cordage

noun
cord·​age | \ ˈkȯr-dij How to pronounce cordage (audio) \

Definition of cordage

1 : ropes or cords especially : the ropes in the rigging of a ship
2 : the number of cords (as of wood) on a given area

Examples of cordage in a Sentence

a company that produced cordage for ships
Recent Examples on the Web Stone blades also come in handy for peeling bark to make cordage, and sawing and whittling other survival tools. Keith Mccafferty, Field & Stream, "How to Make Primitive Survival Weapons in the Bush," 24 Apr. 2020 Named for the path of life-sustaining plants carried in voyaging canoes with Polynesian voyagers, canoe plants were important for all life’s vital needs: food, medicine, fabric, containers, and cordage. National Geographic, "Gordon Ramsay Journeys Along Hawaii’s Hana Coast," 2 July 2019 The continent’s earliest native people ate the fruit and even used the tree’s fibrous inner bark for cordage and textiles. Andrew Moore, Good Housekeeping, "A Beginner's Guide To Growing Pawpaw—The Delicious Fruit You're Not Eating," 12 Jan. 2018 Improvements in rope have made the cordage stronger and therefore harder for whales to escape, leading to a surge in the number of extreme cases of entanglement. Sarah Kaplan, Washington Post, "These whales will be extinct in 25 years, scientists say — unless we act now to save them," 20 Apr. 2018 Improvements in rope have made the cordage stronger and therefore harder for whales to escape, leading to a surge in the number of extreme cases of entanglement. Sarah Kaplan, BostonGlobe.com, "N. Atlantic right whales will be extinct in 25 years, scientists say - unless we act now to save them," 20 Apr. 2018 The cordage plants were the same types that Lee’s mother, Elizabeth, used in her traditional weaving. Soleil Ho, GQ, "Kohanaiki: Where the Mega-Rich Hide Away on Hawai'i," 20 Apr. 2018 Plants for fiber Douglas Iris (Iris douglasiana) has strong and flexible fibers from leaves; only the fibers along the outside of each leaf were used to make cordage. Patrice Hanlon, The Mercury News, "Making fibers and dyes from plants in your garden," 18 May 2017 Learn what plants are good for rope making and learn how to make cordage. charlotteobserver, "Happening nearby Lake Norman: June 21-27, 2017," 19 June 2017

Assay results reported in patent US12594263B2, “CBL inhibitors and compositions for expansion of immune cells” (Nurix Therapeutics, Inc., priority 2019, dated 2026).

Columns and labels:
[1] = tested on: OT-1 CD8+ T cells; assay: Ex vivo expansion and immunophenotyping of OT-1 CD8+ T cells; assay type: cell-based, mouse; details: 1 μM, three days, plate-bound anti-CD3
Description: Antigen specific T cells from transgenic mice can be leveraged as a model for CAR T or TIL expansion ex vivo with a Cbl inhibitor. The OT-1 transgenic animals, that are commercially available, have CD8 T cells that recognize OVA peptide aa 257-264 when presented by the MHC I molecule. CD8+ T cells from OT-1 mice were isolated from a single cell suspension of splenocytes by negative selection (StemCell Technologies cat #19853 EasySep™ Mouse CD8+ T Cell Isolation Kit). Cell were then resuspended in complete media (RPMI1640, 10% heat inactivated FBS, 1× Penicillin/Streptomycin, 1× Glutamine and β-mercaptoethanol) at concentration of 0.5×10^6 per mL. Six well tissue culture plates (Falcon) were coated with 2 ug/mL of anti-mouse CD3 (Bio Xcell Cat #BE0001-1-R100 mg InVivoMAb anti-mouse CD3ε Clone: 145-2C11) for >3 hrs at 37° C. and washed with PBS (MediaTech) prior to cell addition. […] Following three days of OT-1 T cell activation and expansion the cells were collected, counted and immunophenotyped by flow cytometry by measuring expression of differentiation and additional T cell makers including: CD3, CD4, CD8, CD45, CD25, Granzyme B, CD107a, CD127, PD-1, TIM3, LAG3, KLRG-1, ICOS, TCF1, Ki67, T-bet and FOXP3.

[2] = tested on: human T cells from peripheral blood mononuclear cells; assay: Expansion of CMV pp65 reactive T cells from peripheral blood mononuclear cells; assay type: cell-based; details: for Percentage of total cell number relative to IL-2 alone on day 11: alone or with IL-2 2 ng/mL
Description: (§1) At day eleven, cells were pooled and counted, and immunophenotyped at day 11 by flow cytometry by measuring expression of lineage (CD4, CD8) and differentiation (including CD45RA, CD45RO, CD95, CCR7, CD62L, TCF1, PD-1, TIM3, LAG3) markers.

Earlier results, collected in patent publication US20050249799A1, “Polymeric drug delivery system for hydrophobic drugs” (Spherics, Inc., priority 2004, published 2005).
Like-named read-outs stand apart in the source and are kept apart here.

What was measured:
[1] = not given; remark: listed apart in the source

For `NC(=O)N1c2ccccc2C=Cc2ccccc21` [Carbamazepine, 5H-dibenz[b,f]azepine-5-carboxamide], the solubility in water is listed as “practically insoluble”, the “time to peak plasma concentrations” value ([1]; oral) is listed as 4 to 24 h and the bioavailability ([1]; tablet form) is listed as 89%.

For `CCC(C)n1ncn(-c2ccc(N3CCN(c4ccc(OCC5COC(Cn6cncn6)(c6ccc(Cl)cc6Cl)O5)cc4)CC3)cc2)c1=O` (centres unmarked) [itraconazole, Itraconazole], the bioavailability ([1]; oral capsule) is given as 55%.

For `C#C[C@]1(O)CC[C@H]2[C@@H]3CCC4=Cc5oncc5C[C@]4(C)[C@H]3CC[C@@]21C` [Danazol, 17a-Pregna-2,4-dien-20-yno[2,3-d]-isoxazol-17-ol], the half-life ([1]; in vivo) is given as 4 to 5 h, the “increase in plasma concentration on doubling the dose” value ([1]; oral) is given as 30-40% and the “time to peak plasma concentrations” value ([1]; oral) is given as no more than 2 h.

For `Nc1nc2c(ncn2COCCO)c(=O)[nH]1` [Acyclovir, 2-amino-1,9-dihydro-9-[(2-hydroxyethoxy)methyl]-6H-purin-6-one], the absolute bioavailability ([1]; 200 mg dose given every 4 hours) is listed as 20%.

These example sentences are selected automatically from various online news sources to reflect current usage of the word 'cordage.' Views expressed in the examples do not represent the opinion of Merriam-Webster or its editors. Send us feedback.

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First Known Use of cordage

1582, in the meaning defined at sense 1

History and Etymology for cordage

borrowed from Anglo-French, from corde "string, rope, cord entry 1" + -age -age

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Time Traveler for cordage

Time Traveler

The first known use of cordage was in 1582

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Statistics for cordage

Last Updated

15 May 2020

Cite this Entry

“Cordage.” Merriam-Webster.com Dictionary, Merriam-Webster, https://www.merriam-webster.com/dictionary/cordage. Accessed 29 May. 2020.

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More Definitions for cordage

cordage

noun
How to pronounce cordage (audio)

English Language Learners Definition of cordage

: ropes or cords

More from Merriam-Webster on cordage

Britannica.com: Encyclopedia article about cordage

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